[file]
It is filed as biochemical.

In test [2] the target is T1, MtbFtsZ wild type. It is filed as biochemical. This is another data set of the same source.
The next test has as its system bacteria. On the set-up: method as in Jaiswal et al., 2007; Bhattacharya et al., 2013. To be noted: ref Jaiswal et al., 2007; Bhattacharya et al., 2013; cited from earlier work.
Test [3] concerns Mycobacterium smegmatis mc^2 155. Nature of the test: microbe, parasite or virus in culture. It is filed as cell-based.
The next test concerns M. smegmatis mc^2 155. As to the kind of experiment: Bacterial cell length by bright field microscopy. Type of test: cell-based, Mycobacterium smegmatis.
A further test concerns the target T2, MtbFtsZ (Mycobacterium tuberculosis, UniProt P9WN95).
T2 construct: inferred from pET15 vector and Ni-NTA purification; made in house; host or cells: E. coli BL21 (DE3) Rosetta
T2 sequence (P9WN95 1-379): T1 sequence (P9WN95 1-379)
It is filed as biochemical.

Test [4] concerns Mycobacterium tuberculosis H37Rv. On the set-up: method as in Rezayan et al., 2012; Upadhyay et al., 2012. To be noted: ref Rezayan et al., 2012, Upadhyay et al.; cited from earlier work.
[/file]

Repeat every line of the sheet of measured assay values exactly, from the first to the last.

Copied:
It is filed as biochemical.

In test [2] the target is T1, MtbFtsZ wild type. It is filed as biochemical. This is another data set of the same source.
The next test has as its system bacteria. On the set-up: method as in Jaiswal et al., 2007; Bhattacharya et al., 2013. To be noted: ref Jaiswal et al., 2007; Bhattacharya et al., 2013; cited from earlier work.
Test [3] concerns Mycobacterium smegmatis mc^2 155. Nature of the test: microbe, parasite or virus in culture. It is filed as cell-based.
The next test concerns M. smegmatis mc^2 155. As to the kind of experiment: Bacterial cell length by bright field microscopy. Type of test: cell-based, Mycobacterium smegmatis.
A further test concerns the target T2, MtbFtsZ (Mycobacterium tuberculosis, UniProt P9WN95).
T2 construct: inferred from pET15 vector and Ni-NTA purification; made in house; host or cells: E. coli BL21 (DE3) Rosetta
T2 sequence (P9WN95 1-379): T1 sequence (P9WN95 1-379)
It is filed as biochemical.

Test [4] concerns Mycobacterium tuberculosis H37Rv. On the set-up: method as in Rezayan et al., 2012; Upadhyay et al., 2012. To be noted: ref Rezayan et al., 2012, Upadhyay et al.; cited from earlier work.